This spread across the world, but the British refused to adopt any practice promoted by Napoleon. They decided to stick to the left, where they still drive today.

Changing the side of the road was a simple shift that did more to stop random attacks and robberies that ended in death than we can ever calculate.

And what of the British Parliament. If you’ve ever studied a picture of the layout of the House of Commons, you’ll see that one party faces another in rows of seats. But you might think a more circular method would aid in communication. Much like the American Congress.

But there’s a story behind this. The distance between the opposition front benches is actually “two-sword lengths,” presumably because in the earlier days of politics, members wished to engage in duels to settle disputes. That precise distance between opposing politicians was a reminder that they should settle their differences peacefully, rather than with swordplay. But note that banning swords was not their first solution.

Even such commonplace gestures as the salute come from traditions designed over centuries to curb baser human impulses. When knights passed each other on the road or met somewhere, they lifted their helmet visor to display their faces. This action of raising the visor evolved into the salute we recognize today in our military and police forces.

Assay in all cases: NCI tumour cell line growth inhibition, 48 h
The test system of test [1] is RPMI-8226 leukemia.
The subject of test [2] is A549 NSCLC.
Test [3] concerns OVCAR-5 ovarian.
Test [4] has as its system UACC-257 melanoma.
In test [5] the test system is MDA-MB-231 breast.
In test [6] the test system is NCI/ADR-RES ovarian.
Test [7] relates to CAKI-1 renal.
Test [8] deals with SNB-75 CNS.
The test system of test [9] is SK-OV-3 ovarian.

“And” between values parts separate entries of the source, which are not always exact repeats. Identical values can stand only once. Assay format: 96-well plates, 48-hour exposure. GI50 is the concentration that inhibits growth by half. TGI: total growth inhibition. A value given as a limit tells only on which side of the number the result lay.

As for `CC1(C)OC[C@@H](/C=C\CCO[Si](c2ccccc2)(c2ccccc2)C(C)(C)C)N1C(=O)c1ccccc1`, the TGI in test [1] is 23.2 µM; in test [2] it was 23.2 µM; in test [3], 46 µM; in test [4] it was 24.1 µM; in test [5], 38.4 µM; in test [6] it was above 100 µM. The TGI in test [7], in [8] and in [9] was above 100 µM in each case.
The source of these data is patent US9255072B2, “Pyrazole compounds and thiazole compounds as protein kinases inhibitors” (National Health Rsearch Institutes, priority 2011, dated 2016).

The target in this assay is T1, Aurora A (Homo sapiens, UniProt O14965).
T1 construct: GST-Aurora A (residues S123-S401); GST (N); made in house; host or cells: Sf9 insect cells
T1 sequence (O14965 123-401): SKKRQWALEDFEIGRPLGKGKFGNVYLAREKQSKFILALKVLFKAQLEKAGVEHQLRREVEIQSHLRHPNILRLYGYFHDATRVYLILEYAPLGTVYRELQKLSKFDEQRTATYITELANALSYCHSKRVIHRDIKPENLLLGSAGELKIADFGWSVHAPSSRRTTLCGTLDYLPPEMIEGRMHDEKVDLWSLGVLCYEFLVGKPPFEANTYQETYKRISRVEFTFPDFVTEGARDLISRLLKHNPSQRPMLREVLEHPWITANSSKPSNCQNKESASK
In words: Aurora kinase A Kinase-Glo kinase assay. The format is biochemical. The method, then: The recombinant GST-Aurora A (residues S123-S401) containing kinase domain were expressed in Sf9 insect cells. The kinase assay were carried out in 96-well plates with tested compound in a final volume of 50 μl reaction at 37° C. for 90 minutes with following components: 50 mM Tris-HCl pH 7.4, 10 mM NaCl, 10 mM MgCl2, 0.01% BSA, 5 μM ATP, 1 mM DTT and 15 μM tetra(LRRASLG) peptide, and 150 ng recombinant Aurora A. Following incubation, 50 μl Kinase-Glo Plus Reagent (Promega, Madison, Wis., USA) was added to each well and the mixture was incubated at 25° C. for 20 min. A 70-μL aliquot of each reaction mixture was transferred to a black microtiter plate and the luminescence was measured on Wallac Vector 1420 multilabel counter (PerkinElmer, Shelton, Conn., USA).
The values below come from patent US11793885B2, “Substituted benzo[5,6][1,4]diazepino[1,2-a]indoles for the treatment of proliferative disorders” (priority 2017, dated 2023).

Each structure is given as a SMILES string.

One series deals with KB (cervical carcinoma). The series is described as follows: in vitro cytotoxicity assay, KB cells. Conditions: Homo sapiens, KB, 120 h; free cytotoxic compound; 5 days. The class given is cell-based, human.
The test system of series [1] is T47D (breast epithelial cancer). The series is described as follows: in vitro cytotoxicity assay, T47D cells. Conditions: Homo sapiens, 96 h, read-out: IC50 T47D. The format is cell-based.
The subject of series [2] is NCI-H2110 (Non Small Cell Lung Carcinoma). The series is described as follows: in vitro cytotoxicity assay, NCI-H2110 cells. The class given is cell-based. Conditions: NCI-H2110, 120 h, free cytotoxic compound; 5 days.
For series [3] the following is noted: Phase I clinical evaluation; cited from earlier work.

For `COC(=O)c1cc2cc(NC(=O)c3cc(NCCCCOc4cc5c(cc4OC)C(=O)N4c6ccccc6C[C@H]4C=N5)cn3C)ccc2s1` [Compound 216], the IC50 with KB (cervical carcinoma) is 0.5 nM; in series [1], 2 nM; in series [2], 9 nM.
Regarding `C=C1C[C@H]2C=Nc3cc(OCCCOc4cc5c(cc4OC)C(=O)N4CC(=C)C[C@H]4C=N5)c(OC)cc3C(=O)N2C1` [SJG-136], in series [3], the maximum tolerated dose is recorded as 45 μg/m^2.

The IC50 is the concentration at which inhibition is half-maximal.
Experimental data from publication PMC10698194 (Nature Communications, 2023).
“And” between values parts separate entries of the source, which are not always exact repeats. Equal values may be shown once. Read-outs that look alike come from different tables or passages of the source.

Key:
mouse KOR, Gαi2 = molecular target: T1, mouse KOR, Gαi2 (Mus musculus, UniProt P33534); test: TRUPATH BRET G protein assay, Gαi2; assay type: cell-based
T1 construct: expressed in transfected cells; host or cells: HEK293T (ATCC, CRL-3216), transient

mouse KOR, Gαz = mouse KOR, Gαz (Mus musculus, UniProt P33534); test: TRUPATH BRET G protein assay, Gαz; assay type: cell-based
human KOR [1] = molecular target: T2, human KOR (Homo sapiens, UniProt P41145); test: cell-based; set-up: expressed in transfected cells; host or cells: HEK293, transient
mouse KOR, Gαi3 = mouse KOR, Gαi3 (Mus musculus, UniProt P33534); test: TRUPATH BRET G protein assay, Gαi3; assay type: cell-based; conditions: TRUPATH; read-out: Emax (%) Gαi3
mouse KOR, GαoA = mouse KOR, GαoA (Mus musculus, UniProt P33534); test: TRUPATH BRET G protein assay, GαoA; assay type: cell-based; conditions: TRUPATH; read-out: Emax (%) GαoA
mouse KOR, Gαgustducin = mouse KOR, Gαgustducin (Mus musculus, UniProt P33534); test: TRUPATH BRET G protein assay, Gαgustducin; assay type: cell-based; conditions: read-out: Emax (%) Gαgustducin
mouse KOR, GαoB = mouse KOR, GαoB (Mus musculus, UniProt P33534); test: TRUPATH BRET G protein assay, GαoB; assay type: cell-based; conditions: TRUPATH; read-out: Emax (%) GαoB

All of these examples temper behavior to make bloodshed less likely. Robert Heinlein, the sci-fi author, wrote in his book Beyond This Horizon: “An armed society is a polite society. Manners are good when one may have to back up his acts with his life.”

And we can see this holds true throughout history.

Think of the duels between the gentlemen of Europe. If the case of an affront, a duel, completely legal, could be arranged. The two parties would meet at an agreed time, bring along their seconds and witnesses, and settle their dispute. This did not always, or even often, result in death. An apology could be made in front of the witnesses or a wide shot could be made – which appeased the matter of honor but resulted in no death. When duels were fought with swords, it was often only to first blood, a harmless scratch that signified something greater.

And then there’s the Wild West, which, despite endless movies depicting climactic showdowns between quick-draw artists, was a relatively peaceful place. If there was a chance that someone you offended could kill you, you probably were far more careful to act responsibly.

Bringing us back to today, the idea that banning guns would lead to fewer deaths is a false one. We need only look to Europe, where terrorist attacks rarely involve guns. Trucks and cars are the new weapon of choice for would-be terrorists. In Nice, France, in 2016, an ISIS-inspired terrorist drove a truck into a crowd of people, killing 87 and injuring more than 400. In 2017, there were around 20 such vehicle attacks. And, of course, knife attacks are so ubiquitous in London that the murder rate is higher than in New York. Guns are all but impossible to get in Europe, so people turn to other means, such as vehicles and knives, to create death and devastation.

People are going to kill each other. Just like chimps. Banning guns won’t stop murder. But understanding history, traditions, and culture may raise an awareness that makes them less likely to happen. Learning from history and making subtle changes to our shared culture can do more to prevent needless death than any heavy-handed legislation or bans. The lessons of our past can shape our future.


Read more from Mark Angelides.

Read More From Mark Angelides